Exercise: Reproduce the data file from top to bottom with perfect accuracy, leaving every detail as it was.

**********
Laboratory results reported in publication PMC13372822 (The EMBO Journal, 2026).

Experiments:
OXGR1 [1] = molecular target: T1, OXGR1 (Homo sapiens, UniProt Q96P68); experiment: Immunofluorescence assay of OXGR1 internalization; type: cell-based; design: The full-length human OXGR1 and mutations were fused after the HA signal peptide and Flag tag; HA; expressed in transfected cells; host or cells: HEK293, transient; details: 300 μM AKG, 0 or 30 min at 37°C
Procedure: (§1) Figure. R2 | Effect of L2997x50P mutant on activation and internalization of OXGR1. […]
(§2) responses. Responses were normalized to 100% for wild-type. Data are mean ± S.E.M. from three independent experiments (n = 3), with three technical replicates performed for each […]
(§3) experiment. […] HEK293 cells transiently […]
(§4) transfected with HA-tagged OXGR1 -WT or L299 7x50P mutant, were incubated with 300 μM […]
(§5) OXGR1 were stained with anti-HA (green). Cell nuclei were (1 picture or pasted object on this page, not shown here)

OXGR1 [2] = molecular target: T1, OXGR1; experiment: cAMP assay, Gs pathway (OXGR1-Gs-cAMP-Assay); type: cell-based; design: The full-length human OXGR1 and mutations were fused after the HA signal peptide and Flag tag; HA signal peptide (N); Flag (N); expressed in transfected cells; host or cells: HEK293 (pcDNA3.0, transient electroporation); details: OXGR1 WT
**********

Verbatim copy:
Laboratory results reported in publication PMC13372822 (The EMBO Journal, 2026).

Experiments:
OXGR1 [1] = molecular target: T1, OXGR1 (Homo sapiens, UniProt Q96P68); experiment: Immunofluorescence assay of OXGR1 internalization; type: cell-based; design: The full-length human OXGR1 and mutations were fused after the HA signal peptide and Flag tag; HA; expressed in transfected cells; host or cells: HEK293, transient; details: 300 μM AKG, 0 or 30 min at 37°C
Procedure: (§1) Figure. R2 | Effect of L2997x50P mutant on activation and internalization of OXGR1. […]
(§2) responses. Responses were normalized to 100% for wild-type. Data are mean ± S.E.M. from three independent experiments (n = 3), with three technical replicates performed for each […]
(§3) experiment. […] HEK293 cells transiently […]
(§4) transfected with HA-tagged OXGR1 -WT or L299 7x50P mutant, were incubated with 300 μM […]
(§5) OXGR1 were stained with anti-HA (green). Cell nuclei were (1 picture or pasted object on this page, not shown here)

OXGR1 [2] = molecular target: T1, OXGR1; experiment: cAMP assay, Gs pathway (OXGR1-Gs-cAMP-Assay); type: cell-based; design: The full-length human OXGR1 and mutations were fused after the HA signal peptide and Flag tag; HA signal peptide (N); Flag (N); expressed in transfected cells; host or cells: HEK293 (pcDNA3.0, transient electroporation); details: OXGR1 WT